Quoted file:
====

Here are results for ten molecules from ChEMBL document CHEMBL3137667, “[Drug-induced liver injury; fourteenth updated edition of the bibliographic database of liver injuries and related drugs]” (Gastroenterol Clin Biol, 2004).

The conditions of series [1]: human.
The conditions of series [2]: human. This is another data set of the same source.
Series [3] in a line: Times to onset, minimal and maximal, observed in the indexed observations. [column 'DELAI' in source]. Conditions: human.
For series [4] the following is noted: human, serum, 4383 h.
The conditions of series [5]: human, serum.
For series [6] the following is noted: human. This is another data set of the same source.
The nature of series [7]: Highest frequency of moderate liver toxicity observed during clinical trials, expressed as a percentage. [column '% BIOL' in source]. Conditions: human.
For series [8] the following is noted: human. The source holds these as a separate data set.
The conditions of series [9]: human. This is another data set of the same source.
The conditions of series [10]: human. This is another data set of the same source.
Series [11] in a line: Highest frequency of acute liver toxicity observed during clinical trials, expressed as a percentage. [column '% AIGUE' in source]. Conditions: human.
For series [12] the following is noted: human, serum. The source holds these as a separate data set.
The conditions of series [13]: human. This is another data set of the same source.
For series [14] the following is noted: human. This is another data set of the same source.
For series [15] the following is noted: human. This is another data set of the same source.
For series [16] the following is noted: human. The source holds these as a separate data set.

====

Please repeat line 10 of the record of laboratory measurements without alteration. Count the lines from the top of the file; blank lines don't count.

The conditions of series [9]: human. This is another data set of the same source.